Sylvie Sarolea

Sylvie Sarolea, jurist

Research areas: asylum and immigration law in the EU, Belgian and comparative law; human rights; international private family law; equality and non-discrimination.

Geographical areas: Europe, Belgium, Central Africa.

Luc Leboeuf

Luc Leboeuf, jurist

Research areas: international, Belgian and European asylum and immigration law, human rights, public international law.

 Jean-Baptiste Farcy

Jean-Baptiste Farcy

Research areas: European and Belgian immigration law; status of foreign workers.

Geographical areas: Europe, Belgium.

 Lilian Tsourdi

Evangelia (Lilian) Tsourdi

Christine Flamand

Research areas: international, Belgian and European asylum law, human rights, children's rights, gender issues and vulnerabilities.


Bruno Schoumaker

 Sophie Vause

Sophie Vause, démographe

Research areas: gender and migration, networks and migration.

Geographical areas: Belgium, DRC.

Sarah Carpentier, demographer

Research areas: migration, socio-professional integration, poverty and social inclusion, longitudinal research and life-course perspective, (European) social policy.

 Laura Merla

 Laura Merla

Research areas: Transnational and multi-local families; gender and migration; care circulation and intergenerational solidarity; migration and social policies.

Geographical areas: Europe, Australia, Latin America.


 Jacques Marquet


Sarah Smit, doctorante

Research areas: International migration, migration policies, migration strategies.

Geographical area: Belgium.


The creation of the EDEM dates back to the beginning of 2011. This team is part of Cedie (Charles de Visscher Centre for International and European Law) which has developed over the last decades an international reputation for the excellence of its teaching and research, including in immigration law. The EDEM comprises eleven researchers (2 postdoctoral fellows, 5 doctoral students and 4 part-time researchers) and is coordinated by Professor Sylvie Saroléa.
The research conducted by EDEM focuses in particular on the regulation of immigration by European law. It focuses on European Union standards and the case law interpreting them, as well as Council of Europe law, mainly the judgments of the European Court of Human Rights. The transposition of European asylum law into national law, particularly into Belgian law, has been a central topic of analysis since 2011. Team members also work on other themes, including visa policy, family reunification, freedom of movement of European citizens and the constitutional protection of migrants.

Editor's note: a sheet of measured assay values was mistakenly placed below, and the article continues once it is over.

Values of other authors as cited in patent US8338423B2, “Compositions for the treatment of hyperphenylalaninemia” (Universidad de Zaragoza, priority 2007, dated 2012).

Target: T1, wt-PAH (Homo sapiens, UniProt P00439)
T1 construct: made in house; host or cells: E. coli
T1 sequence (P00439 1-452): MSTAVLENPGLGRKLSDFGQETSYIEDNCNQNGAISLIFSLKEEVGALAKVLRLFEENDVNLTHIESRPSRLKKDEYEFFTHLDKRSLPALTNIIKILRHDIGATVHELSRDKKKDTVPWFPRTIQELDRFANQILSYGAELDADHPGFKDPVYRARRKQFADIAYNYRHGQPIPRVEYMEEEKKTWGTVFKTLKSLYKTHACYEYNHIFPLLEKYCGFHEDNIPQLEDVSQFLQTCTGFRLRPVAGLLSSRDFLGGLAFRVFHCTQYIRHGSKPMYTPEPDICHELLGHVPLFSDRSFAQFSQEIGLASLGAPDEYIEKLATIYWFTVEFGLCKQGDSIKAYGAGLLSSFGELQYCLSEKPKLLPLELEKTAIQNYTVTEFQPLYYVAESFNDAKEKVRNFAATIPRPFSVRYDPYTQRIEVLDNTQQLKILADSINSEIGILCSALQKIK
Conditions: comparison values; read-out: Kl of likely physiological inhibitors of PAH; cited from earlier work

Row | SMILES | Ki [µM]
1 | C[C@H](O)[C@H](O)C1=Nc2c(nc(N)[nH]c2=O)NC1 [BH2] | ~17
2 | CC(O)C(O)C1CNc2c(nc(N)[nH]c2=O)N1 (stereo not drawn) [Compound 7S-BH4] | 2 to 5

The Centre for Research in Demography and Societies is part of the IACCHOS Institute, whose origins date back to 1963 when the first research group in demography was created at the Catholic University of Louvain. DEMO has 40 members, including doctoral students. Involved in various national and international projects and networks, DEMO conducts basic and applied research on demographic challenges in both developed and developing countries.
The research carried out by DEMO members includes issues related to intergenerational relations and family development, international migration and integration, internal migration and health, and gender. DEMO has also been involved in large-scale projects on immigration, including the MAFE programme on immigration between Africa and Europe, which remains relevant to the current project.


The Interdisciplinary Research Centre on Family and Sexuality (CIRFASE) succeeded the Institute for the Study of Family and Sexuality (IEFS). The aim of this institute was to promote teaching and research on families and sexuality, and over the years it has developed a high level of expertise in this area. The Centre has 31 members, 18 associate members and 3 emeritus members from different disciplines, including sociology, psychology, anthropology, law, history, psychoanalysis and sexology.
The research themes are structured around two axes: 1) Age, cycles and life course; and 2) Family and sexual norms, morals and models. The expertise acquired in the field of mobility and social ties is particularly relevant to this project. In particular, a research programme on transnational families (TRANSFAM) has been developed with the aim of better understanding how migrants combine local work and family life, and their family obligations towards their relatives living in the country of origin.

Joint Research Group: MIND. Most of the researchers belonging to the consortium formed by the three research teams above are also members of MIND, an interdisciplinary research group on mobility, interculturality and diversity. MIND was created at the end of 2013 by Laura Merla, Bruno Schoumaker and other colleagues from the IACCHOS Institute in order to improve the visibility of immigration studies both within and outside UCL, to promote synergies between different disciplines, and to attract doctoral and post-doctoral students. The current ARC project represents a unique opportunity to develop scientific collaboration between several MIND members, thus strengthening UCL's expertise and reputation in the field of migration.